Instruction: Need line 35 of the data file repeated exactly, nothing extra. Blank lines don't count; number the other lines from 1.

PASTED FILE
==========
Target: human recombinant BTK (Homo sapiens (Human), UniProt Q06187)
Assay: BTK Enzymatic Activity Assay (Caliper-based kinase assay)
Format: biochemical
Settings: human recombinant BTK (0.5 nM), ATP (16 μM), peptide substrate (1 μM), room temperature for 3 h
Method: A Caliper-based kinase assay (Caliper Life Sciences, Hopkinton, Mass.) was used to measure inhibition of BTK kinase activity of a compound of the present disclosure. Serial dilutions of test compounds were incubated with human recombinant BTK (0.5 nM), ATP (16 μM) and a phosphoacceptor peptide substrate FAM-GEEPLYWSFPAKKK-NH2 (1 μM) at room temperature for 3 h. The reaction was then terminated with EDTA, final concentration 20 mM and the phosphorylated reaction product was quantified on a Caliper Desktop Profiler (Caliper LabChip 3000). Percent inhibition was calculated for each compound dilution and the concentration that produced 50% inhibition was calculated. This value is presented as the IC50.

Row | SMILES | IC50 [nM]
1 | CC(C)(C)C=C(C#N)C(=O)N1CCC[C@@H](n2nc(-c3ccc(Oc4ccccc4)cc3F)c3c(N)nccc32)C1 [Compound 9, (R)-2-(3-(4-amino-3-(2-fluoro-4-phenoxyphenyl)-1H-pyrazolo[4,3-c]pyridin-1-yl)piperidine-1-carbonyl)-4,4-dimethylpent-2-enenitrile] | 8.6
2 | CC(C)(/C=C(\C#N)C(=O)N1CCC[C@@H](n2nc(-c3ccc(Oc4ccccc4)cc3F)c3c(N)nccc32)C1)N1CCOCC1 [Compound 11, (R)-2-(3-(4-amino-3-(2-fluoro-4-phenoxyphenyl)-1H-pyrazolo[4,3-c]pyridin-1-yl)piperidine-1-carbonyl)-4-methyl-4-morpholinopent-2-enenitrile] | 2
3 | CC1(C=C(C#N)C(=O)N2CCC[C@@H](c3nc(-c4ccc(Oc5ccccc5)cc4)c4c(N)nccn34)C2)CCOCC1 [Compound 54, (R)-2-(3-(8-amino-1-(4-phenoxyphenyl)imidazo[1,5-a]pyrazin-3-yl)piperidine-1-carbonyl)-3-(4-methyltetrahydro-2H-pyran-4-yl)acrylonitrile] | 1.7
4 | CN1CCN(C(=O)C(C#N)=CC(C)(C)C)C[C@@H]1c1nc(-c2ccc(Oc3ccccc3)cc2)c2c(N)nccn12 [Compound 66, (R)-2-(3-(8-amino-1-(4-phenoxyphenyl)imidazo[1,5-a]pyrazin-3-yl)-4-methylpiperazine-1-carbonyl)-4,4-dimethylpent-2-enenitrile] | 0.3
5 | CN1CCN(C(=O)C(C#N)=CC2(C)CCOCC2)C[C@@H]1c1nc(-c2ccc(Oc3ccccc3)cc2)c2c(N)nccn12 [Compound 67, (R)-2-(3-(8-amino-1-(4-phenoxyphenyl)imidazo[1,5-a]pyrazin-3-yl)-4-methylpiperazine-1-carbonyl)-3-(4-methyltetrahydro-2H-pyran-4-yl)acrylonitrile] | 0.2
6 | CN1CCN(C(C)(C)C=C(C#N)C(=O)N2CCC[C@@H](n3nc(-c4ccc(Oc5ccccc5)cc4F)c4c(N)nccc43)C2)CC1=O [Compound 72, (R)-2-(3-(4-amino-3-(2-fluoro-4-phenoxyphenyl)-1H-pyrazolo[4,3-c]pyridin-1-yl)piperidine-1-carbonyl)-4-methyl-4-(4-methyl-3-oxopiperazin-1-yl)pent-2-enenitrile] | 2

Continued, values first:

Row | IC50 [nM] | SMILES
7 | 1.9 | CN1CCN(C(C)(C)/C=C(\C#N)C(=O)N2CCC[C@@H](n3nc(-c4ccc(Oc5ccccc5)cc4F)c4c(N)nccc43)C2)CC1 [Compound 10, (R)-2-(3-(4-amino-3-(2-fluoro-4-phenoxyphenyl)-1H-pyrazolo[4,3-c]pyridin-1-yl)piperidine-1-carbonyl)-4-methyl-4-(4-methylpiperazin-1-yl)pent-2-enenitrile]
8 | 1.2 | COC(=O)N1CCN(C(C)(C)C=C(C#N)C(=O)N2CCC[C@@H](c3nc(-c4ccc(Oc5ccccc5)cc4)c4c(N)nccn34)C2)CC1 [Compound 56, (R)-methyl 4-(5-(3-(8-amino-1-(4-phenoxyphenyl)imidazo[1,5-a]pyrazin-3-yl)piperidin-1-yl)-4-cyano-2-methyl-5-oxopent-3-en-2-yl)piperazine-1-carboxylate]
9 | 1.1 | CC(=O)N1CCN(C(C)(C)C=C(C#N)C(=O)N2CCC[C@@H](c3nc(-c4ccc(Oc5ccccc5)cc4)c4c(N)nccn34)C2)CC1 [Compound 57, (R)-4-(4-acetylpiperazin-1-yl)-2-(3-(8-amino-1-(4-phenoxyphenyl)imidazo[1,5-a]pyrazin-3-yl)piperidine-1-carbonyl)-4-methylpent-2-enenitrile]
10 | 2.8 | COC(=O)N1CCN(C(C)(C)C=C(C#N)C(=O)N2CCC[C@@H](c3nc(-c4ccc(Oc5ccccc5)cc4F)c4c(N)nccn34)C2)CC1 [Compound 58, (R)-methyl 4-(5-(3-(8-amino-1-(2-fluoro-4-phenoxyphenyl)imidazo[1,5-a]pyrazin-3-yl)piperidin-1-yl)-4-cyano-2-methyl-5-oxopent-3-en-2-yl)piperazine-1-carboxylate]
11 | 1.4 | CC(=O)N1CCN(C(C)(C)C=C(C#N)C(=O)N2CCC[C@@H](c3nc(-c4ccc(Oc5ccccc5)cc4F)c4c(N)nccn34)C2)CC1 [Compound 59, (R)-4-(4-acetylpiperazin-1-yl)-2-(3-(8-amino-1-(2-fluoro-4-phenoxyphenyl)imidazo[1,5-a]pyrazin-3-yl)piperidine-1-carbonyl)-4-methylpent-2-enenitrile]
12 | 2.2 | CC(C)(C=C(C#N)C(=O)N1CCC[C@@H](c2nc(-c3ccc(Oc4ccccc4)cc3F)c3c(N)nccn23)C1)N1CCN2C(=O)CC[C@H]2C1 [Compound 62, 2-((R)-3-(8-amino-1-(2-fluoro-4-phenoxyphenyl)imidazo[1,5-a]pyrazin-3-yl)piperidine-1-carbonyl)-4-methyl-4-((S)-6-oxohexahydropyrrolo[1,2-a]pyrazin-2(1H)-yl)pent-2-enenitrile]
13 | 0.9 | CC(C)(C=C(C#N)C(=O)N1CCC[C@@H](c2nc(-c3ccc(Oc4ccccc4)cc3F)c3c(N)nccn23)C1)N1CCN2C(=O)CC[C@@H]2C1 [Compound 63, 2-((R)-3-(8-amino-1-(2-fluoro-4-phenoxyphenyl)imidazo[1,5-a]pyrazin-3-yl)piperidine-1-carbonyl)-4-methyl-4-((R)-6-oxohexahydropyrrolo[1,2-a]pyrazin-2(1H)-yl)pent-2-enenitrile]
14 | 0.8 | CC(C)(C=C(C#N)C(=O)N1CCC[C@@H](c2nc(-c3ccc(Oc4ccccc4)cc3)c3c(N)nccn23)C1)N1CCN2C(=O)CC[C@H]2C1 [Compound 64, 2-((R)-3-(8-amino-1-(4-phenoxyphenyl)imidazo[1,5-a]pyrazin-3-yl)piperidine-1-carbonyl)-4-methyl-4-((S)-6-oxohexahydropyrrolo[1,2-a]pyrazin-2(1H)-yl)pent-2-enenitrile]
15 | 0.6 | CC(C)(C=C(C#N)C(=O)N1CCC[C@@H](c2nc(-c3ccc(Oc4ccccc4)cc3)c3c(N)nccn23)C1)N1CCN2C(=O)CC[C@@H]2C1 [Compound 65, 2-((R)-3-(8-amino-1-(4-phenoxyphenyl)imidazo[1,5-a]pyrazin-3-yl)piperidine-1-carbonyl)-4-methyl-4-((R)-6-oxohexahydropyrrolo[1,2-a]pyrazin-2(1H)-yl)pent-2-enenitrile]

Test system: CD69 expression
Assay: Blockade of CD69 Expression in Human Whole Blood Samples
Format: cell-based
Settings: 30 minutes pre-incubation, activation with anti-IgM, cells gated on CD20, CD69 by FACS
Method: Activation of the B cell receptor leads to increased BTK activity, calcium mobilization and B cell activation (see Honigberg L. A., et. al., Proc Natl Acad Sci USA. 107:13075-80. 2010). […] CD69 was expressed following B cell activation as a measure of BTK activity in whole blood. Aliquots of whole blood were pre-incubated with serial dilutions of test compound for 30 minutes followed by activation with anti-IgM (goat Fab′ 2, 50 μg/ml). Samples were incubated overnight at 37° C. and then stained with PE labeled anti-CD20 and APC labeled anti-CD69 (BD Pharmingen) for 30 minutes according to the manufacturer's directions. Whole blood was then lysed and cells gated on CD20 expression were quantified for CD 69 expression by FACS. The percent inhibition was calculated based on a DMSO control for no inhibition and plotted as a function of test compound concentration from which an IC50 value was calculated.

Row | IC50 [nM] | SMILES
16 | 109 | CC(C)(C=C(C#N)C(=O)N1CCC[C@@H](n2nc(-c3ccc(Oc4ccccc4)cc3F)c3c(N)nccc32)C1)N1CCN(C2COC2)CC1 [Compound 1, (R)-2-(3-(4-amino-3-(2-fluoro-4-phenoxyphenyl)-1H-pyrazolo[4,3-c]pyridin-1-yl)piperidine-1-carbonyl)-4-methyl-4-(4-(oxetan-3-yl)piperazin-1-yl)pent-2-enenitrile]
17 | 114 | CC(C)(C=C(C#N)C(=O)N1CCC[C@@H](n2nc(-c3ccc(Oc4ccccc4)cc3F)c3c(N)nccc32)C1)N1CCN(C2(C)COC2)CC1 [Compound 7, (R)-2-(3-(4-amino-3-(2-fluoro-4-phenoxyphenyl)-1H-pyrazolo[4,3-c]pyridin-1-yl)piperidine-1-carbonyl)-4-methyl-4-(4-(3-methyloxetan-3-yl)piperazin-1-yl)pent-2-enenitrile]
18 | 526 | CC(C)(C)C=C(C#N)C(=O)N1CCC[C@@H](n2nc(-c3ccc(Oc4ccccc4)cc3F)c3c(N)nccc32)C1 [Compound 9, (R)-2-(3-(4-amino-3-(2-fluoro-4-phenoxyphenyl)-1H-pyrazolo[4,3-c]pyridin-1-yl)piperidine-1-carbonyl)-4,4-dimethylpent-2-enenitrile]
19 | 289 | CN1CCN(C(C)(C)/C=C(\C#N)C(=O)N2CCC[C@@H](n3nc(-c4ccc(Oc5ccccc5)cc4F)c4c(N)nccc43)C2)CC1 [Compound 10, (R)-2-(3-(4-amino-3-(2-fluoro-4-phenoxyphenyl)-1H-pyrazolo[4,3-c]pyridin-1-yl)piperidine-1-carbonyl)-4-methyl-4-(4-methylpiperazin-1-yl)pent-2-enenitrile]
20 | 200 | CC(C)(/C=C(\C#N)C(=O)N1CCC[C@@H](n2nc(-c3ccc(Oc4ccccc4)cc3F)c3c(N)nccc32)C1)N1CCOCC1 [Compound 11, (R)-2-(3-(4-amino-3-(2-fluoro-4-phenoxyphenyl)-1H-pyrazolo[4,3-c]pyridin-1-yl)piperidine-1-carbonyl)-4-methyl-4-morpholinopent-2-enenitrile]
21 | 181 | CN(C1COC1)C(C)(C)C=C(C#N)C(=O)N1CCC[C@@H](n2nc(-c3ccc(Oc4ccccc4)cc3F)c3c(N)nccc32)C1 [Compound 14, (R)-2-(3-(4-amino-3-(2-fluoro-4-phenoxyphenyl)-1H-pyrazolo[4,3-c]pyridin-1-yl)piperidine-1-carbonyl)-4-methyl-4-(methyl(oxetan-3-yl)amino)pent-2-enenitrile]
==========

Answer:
21 | 181 | CN(C1COC1)C(C)(C)C=C(C#N)C(=O)N1CCC[C@@H](n2nc(-c3ccc(Oc4ccccc4)cc3F)c3c(N)nccc32)C1 [Compound 14, (R)-2-(3-(4-amino-3-(2-fluoro-4-phenoxyphenyl)-1H-pyrazolo[4,3-c]pyridin-1-yl)piperidine-1-carbonyl)-4-methyl-4-(methyl(oxetan-3-yl)amino)pent-2-enenitrile]